It must be hard to make a good survival movie. Quality survival movies (The Grey, for example) are a progressively rare breed, while mediocre-to-shitty survival movies are legion. In my opinion, it all comes down to plotting. Even if your movie is shot in a killer location with a world-renowned cinematographer and a stellar cast, if your characters make stupid decisions, the audience will check out of the narrative. It’s a problem that’s plagued many a survival movie over the years, from The Canyon to Wrecked, and Black Rock is no exception. Despite an intriguing set-up, a veteran cast, and an arrestingly beautiful setting, it’s a film that’s repeatedly hindered by dumb-as-hell character decisions.
In an attempt to restore their fractured relationship, Kate Bosworth invites friends Lake Bell and Kate Aselton (who co-wrote and directed) on a camping trip to a secluded island they visited as childhood friends. The script was co-written by mumblecore visionary Mark Duplass, and his fingerprints are all over Black Rock––there’s heavy improvisation, while the character interactions remain relaxed and natural. Bosworth, Bell, and Aselton are real and relatable. Duplass introduced the world to mumblecore horror with the excellent Baghead, and a similar sense of pervading dread runs through Black Rock. The basic set-up provides unlimited possibilities.
After boating to the island and setting up camp, the women are approached by a trio of friendly hunters. A drunk and horny Aselton, fresh out of a relationship, invites the men to join them for a few drinks around the campfire. Things are friendly and open at first, but when the men confess they’ve been dishonorably discharged from military service in the middle east, a heavy sense of disquiet settles over the group. In what I felt was an interesting comment about our returning troops, the women are instantly wary.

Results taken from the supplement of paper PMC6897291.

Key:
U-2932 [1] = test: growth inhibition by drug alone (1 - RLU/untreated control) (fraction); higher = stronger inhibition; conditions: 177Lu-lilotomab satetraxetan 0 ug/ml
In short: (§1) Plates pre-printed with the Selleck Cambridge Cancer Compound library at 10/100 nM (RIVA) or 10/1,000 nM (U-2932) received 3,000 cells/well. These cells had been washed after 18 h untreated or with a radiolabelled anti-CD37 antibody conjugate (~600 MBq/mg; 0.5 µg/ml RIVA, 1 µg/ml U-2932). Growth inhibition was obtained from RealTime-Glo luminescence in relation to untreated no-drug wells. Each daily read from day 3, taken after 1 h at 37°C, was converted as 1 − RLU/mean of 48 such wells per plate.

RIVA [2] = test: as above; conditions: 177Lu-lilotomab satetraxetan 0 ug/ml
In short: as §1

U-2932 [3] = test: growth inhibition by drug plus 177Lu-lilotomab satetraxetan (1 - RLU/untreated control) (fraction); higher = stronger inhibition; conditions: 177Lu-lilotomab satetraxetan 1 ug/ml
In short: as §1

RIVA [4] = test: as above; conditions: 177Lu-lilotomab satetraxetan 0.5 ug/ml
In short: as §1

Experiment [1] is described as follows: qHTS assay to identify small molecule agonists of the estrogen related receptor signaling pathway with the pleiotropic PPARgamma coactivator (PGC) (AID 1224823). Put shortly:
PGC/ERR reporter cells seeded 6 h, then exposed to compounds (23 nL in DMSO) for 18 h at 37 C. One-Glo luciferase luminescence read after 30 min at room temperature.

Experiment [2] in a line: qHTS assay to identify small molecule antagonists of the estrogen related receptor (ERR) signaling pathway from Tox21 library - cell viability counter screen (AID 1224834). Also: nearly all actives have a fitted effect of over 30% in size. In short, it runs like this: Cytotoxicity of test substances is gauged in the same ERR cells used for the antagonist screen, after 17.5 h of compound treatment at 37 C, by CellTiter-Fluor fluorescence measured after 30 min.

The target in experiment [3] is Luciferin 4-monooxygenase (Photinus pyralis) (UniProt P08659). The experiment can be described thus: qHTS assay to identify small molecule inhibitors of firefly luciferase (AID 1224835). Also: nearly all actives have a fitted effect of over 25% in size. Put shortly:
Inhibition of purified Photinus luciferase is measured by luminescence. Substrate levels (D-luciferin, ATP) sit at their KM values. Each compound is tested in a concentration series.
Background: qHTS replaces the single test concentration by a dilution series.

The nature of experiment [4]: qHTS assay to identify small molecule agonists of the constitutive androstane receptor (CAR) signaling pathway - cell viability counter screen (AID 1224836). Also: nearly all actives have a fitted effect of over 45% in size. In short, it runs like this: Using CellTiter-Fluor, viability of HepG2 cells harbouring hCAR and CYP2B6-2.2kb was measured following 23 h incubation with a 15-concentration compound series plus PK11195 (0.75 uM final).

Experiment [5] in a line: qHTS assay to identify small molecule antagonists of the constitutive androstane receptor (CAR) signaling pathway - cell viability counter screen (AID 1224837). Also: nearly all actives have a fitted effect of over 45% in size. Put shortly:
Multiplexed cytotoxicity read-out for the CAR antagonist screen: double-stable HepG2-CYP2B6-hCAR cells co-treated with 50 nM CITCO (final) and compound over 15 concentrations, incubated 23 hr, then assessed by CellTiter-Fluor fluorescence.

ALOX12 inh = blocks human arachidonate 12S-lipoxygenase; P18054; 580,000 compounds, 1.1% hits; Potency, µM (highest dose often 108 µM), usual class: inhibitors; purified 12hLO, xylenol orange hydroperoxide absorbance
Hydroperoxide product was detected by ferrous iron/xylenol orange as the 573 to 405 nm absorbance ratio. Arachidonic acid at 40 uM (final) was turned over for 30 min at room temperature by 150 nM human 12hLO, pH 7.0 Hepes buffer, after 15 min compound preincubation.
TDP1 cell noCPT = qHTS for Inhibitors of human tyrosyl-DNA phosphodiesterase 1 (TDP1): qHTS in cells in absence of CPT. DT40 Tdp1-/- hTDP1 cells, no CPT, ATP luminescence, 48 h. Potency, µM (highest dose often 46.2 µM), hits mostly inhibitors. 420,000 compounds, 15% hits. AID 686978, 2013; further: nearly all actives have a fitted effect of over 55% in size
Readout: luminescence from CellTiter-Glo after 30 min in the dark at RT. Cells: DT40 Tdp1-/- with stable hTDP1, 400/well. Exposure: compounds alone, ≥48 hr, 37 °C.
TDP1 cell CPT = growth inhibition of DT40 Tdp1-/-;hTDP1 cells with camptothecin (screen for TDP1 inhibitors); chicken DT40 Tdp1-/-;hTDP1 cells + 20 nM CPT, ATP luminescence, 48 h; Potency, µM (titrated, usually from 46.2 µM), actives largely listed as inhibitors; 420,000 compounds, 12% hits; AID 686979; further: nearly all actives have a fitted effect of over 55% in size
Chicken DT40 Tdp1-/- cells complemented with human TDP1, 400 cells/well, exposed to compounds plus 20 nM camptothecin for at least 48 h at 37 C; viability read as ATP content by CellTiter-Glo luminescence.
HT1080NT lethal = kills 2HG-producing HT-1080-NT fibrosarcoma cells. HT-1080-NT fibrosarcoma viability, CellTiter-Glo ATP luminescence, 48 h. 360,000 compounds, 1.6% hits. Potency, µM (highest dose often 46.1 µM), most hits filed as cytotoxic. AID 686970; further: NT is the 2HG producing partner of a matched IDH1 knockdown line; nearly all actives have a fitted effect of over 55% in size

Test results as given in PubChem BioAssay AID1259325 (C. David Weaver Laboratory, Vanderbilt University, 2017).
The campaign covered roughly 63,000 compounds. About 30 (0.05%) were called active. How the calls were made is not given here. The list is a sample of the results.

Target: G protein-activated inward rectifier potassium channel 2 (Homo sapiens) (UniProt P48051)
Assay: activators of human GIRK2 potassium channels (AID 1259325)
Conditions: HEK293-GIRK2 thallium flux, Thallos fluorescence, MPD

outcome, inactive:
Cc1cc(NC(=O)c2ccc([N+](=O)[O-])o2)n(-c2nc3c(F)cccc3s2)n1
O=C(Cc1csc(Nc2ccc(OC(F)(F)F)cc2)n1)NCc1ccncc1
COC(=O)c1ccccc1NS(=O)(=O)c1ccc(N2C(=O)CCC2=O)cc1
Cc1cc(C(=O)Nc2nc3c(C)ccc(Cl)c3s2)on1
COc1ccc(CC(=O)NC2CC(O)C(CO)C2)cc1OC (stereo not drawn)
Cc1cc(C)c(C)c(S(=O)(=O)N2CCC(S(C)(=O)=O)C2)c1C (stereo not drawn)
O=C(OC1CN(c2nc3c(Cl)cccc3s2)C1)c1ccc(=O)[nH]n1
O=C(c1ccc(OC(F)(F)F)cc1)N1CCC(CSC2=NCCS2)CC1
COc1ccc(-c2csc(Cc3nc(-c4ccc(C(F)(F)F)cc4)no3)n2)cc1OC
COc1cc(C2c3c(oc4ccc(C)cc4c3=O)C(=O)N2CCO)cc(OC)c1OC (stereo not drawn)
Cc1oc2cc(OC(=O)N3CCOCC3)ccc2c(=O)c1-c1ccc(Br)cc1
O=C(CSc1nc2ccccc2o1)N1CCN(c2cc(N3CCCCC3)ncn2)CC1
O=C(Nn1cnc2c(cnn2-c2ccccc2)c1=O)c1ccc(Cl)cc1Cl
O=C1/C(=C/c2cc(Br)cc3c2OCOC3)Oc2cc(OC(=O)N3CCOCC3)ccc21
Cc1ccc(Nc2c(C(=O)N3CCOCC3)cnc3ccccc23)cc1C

Aselton sneaks into the woods with one of the soldier boys for a quick hook-up, and when her attempted rape results in his accidental death, his two Army buddies lock and load, deciding that killing the women is the only alternative. Unarmed and ill-prepared, the trio of women flee into the heart of the forested island to hide, talk, plan, cry, hug, and talk some more. The grrrl power agenda works for the most part, but sometimes it feels like a survival movie that‘s been diluted with an eyedropper full of Lifetime movie juice.
There’s plenty of nail-biting tension in Black Rock, but that tension fades with every stupid decision the characters make, and audience frustration eventually builds to the bursting point. It‘s one of those movies that makes you want to yell at the screen. If Kate Bosworth was sitting next to you on your sofa, you‘d grab her by the lapels and scream: “If you’re going to sneak somewhere, you need to shut the fuck up!” And although Black Rock definitely has its share of intense moments, the lack of character logic threatens to derail the film entirely. As the women sit hunched and naked, carving spears with a hot pink pocket knife, you have to ask yourself, “Why not just go for the guns?”
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